Monday, 25 January 2021

The Traveling Soles project

MaryG By MaryG | August 14, 2017 | United States

A few miles across the Texas-Mexico Border is the Sacred Heart Catholic Church, a historical sanctuary in McAllen, Texas. In a single day, hundreds of people crossing the border might be dropped off at the doors of the church after passing through immigration.

Stories From The Border: Walk a Mile in Their Soles


250 soles in front of the Humanitarian Respite Center at Sacred Heart Church in McAllen, TX

A few miles across the Texas-Mexico Border is the Sacred Heart Catholic Church, a historical sanctuary in McAllen, Texas. In a single day, hundreds of people crossing the border might be dropped off at the doors of the church after passing through immigration. 

The Humanitarian Respite Center (HRC), whose philosophy is to “restore human dignity,” opened at the church three years ago in order to welcome travelers with a place to sleep, eat, and shower. HRC volunteers give the travelers new clothes and shoes, a fresh start for their new beginning. 

Photojournalist Verónica Gabriela Cardenas launched her Traveling Soles photojournalism project in the summer of 2014 when the HRC opened. That summer, she photographed 250 pairs of shoes from the HRC in various places around the Rio Grande Valley. 


433 Soles visiting the remains of a migrant's unidentified body at the cemetery in Falfurrias, Texas 

Through my photography, I aspired to humanize and individualize the migrant experience by sharing just a fragment of their journey.



Fernando, Guatemalan, age 4

Fernando and his mother left their country to seek a better life after losing their home and being left by his father. They were able to escape alive after the federales, Mexican police, shot the trailer where they were being transported. He spent his fourth birthday hiding from the Mexican migration agents in the bush lands.

How did you get the idea?

The idea of Traveling Soles came to be during the summer of 2014 when Sister Norma Pimentel, executive director of Catholic Charities in the Rio Grande Valley, opened the Humanitarian Respite Center. At the center I was given permission to photograph the migrant families as long as I did not show their faces. Inevitably, I was drawn to capture their backs, hands and feet.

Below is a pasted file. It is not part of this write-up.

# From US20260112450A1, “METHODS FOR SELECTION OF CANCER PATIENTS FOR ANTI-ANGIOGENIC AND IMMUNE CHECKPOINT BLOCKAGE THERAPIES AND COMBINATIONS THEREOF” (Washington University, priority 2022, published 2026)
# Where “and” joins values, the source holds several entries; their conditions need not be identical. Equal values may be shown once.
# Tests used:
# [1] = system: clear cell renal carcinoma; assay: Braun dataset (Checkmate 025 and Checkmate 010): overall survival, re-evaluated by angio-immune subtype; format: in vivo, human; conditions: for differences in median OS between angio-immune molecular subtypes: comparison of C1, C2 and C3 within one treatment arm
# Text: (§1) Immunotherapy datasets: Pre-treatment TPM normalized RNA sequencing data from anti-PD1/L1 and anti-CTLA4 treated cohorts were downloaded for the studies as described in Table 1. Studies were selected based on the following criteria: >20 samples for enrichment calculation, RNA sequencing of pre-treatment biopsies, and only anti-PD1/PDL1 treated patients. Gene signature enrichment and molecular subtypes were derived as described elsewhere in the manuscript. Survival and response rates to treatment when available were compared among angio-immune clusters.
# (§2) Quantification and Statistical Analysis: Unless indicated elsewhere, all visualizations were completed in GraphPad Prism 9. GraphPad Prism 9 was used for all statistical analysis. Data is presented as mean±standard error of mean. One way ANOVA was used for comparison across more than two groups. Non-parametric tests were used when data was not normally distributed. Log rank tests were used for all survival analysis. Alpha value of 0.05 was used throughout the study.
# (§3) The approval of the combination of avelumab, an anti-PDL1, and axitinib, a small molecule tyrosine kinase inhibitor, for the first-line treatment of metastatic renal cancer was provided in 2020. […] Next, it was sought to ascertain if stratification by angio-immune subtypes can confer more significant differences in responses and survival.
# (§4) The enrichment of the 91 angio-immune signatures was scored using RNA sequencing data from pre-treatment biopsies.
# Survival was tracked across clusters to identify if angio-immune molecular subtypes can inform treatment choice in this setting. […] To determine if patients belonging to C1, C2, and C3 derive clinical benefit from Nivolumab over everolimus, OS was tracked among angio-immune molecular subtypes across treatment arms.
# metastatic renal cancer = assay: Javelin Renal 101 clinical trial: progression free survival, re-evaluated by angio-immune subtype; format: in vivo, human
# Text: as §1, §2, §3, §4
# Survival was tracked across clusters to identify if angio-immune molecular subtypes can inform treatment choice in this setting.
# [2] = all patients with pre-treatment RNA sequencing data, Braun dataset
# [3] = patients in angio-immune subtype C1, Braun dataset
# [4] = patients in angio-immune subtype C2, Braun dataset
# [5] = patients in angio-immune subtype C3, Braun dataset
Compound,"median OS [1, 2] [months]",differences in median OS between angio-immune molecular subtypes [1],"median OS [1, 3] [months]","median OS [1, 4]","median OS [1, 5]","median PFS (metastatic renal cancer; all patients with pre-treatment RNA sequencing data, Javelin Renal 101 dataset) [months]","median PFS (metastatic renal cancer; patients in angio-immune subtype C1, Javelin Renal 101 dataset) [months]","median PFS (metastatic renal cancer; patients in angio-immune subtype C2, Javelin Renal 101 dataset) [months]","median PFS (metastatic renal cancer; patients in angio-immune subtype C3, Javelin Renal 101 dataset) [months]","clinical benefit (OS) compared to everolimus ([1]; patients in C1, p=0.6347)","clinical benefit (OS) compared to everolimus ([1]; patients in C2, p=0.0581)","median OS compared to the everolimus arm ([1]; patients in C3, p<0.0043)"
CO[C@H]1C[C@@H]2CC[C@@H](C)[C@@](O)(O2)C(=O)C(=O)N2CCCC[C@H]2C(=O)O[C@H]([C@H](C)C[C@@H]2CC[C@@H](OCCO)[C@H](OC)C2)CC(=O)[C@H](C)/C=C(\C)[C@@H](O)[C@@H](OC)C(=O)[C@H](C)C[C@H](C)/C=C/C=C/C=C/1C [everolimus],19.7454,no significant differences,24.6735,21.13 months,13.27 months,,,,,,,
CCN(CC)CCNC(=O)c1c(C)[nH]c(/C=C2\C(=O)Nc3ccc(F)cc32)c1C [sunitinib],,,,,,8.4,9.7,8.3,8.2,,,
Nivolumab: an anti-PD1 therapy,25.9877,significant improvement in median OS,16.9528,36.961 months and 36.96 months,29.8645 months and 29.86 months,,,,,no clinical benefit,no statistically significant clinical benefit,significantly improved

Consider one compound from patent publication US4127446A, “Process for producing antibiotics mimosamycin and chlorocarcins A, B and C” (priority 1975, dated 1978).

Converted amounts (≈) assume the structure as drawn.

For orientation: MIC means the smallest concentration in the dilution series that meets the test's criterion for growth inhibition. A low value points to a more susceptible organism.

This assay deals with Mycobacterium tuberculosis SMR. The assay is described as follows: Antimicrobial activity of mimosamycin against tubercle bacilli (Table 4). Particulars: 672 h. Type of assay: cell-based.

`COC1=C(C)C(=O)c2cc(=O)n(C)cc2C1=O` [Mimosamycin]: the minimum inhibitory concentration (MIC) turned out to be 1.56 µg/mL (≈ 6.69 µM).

I was inclined to photograph the feet especially, as I noticed that most of the shoes were missing shoelaces. The shoelaces are removed once they are processed through immigration for safety reasons. I quickly realized that sometimes the migrants would change their shoes for clean ones or new ones and their old shoes were thrown away.


Damaris, Honduran, age 12

Damaris, along with her mother, her pregnant 14-year-old sister, and her two-year-old nephew, fled their country. Her nephew was the product of rape when her sister was only 12 years of age. They fled their country fearing for their lives and boarded La bestia (the beast), the cargo train that many migrants take in order to get to the northern part of México. On the train, Damaris and her family were kidnapped by a Mexican drug cartel and later  released after family members paid the ransom.

What is one of the stories of the shoes that you found?

One of the stories that was very heartbreaking was a family that came from El Salvador. The mother’s son had been kidnapped and killed because he refused to join one of the gangs. Fearing for their life, the mother and her kids had to flee their country. While they were traveling through México, they were kidnapped. The kidnappers had begun torturing the mother until her and her kids were able to escape after a month. Unfortunately, this is a recurrent story in México for many migrants fleeing their country.


Dacia, Salvadoran, age 7

While Dacia was in the womb, gang members beat her mother. She was born hydrocephalic and with scoliosis. Her older brother was kidnapped and after a year, her mother has accepted the fact that he is dead. While they were traveling to the United States, they were kidnapped by a Mexican drug cartel. It took them a month to finally escape from them but only after cartel members had tortured and peeled off half of the skin from her mother’s foot.



433 soles turning themselves in at the port of entry in Hidalgo, Texas



433 soles entering the United States through the Rio Grande River or "El Río Bravo," as known in México

About the Photographer:

Verónica Gabriela Cardenas is a documentary photographer based in the southernmost region of Texas known as the Rio Grande Valley. She obtained a Bachelor’s Degree in Language Arts from the University of Texas Rio Grande Valley. Ever since she was a child, she enjoyed documenting the daily lives of her, her siblings and friends through recordings. Years later, she rediscovered her fascination for documenting, however through a different medium: photography.

Her initial work as a photographer includes nature and street photography. Later she realized she had a deep desire for helping others through her work and that is when she began developing personal projects where she felt more fulfilled. 


  • Tags:   The Humanitarian Respite Center (HRC) Verónica Gabriela Cardenas The Sierra Club Lone Sister Norma Pimentel Catholic Charities Rio Grande Valley Texas
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